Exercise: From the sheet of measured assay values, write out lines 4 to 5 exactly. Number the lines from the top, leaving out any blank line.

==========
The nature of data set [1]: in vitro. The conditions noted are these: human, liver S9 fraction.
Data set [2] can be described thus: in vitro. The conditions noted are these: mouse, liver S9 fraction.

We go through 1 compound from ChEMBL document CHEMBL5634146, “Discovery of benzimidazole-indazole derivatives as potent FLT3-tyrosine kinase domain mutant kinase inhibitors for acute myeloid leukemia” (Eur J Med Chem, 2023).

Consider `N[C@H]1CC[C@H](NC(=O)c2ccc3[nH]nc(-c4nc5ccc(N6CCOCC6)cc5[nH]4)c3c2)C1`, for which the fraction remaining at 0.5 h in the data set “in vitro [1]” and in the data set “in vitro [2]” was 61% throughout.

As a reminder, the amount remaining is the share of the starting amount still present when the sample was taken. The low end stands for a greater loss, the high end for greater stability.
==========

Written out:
Consider `N[C@H]1CC[C@H](NC(=O)c2ccc3[nH]nc(-c4nc5ccc(N6CCOCC6)cc5[nH]4)c3c2)C1`, for which the fraction remaining at 0.5 h in the data set “in vitro [1]” and in the data set “in vitro [2]” was 61% throughout.

As a reminder, the amount remaining is the share of the starting amount still present when the sample was taken. The low end stands for a greater loss, the high end for greater stability.